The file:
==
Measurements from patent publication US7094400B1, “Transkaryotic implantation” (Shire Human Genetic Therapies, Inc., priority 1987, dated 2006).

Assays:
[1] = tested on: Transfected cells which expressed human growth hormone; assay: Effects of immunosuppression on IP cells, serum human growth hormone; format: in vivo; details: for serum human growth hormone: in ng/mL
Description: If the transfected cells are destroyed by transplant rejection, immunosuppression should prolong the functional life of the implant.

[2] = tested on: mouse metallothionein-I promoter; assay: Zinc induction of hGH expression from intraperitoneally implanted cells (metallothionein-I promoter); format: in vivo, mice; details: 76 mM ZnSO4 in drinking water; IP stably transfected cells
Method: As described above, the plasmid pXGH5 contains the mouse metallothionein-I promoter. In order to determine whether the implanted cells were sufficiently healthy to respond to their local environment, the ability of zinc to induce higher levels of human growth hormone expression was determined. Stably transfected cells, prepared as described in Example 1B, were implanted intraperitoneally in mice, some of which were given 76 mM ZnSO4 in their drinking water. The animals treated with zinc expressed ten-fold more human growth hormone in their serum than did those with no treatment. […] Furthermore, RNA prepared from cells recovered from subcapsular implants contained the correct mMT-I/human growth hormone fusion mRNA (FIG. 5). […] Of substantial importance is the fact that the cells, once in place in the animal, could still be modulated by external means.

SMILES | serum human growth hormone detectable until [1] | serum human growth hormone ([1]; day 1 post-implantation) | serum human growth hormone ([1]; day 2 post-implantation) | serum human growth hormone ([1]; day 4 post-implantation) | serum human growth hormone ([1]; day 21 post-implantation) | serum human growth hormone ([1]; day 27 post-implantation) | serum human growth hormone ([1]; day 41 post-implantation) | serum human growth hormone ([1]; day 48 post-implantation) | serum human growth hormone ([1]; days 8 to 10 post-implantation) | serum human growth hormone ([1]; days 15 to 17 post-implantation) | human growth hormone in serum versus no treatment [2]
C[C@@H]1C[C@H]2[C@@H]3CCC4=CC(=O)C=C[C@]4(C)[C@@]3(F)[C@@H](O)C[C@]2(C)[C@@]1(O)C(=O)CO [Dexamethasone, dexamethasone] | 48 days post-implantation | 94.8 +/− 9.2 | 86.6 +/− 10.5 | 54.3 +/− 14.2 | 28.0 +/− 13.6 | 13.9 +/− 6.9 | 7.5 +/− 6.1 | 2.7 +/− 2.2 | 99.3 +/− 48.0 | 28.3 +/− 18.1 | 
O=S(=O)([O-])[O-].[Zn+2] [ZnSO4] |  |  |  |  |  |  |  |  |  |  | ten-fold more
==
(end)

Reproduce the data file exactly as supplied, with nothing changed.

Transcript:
Measurements from patent publication US7094400B1, “Transkaryotic implantation” (Shire Human Genetic Therapies, Inc., priority 1987, dated 2006).

Assays:
[1] = tested on: Transfected cells which expressed human growth hormone; assay: Effects of immunosuppression on IP cells, serum human growth hormone; format: in vivo; details: for serum human growth hormone: in ng/mL
Description: If the transfected cells are destroyed by transplant rejection, immunosuppression should prolong the functional life of the implant.

[2] = tested on: mouse metallothionein-I promoter; assay: Zinc induction of hGH expression from intraperitoneally implanted cells (metallothionein-I promoter); format: in vivo, mice; details: 76 mM ZnSO4 in drinking water; IP stably transfected cells
Method: As described above, the plasmid pXGH5 contains the mouse metallothionein-I promoter. In order to determine whether the implanted cells were sufficiently healthy to respond to their local environment, the ability of zinc to induce higher levels of human growth hormone expression was determined. Stably transfected cells, prepared as described in Example 1B, were implanted intraperitoneally in mice, some of which were given 76 mM ZnSO4 in their drinking water. The animals treated with zinc expressed ten-fold more human growth hormone in their serum than did those with no treatment. […] Furthermore, RNA prepared from cells recovered from subcapsular implants contained the correct mMT-I/human growth hormone fusion mRNA (FIG. 5). […] Of substantial importance is the fact that the cells, once in place in the animal, could still be modulated by external means.

SMILES | serum human growth hormone detectable until [1] | serum human growth hormone ([1]; day 1 post-implantation) | serum human growth hormone ([1]; day 2 post-implantation) | serum human growth hormone ([1]; day 4 post-implantation) | serum human growth hormone ([1]; day 21 post-implantation) | serum human growth hormone ([1]; day 27 post-implantation) | serum human growth hormone ([1]; day 41 post-implantation) | serum human growth hormone ([1]; day 48 post-implantation) | serum human growth hormone ([1]; days 8 to 10 post-implantation) | serum human growth hormone ([1]; days 15 to 17 post-implantation) | human growth hormone in serum versus no treatment [2]
C[C@@H]1C[C@H]2[C@@H]3CCC4=CC(=O)C=C[C@]4(C)[C@@]3(F)[C@@H](O)C[C@]2(C)[C@@]1(O)C(=O)CO [Dexamethasone, dexamethasone] | 48 days post-implantation | 94.8 +/− 9.2 | 86.6 +/− 10.5 | 54.3 +/− 14.2 | 28.0 +/− 13.6 | 13.9 +/− 6.9 | 7.5 +/− 6.1 | 2.7 +/− 2.2 | 99.3 +/− 48.0 | 28.3 +/− 18.1 | 
O=S(=O)([O-])[O-].[Zn+2] [ZnSO4] |  |  |  |  |  |  |  |  |  |  | ten-fold more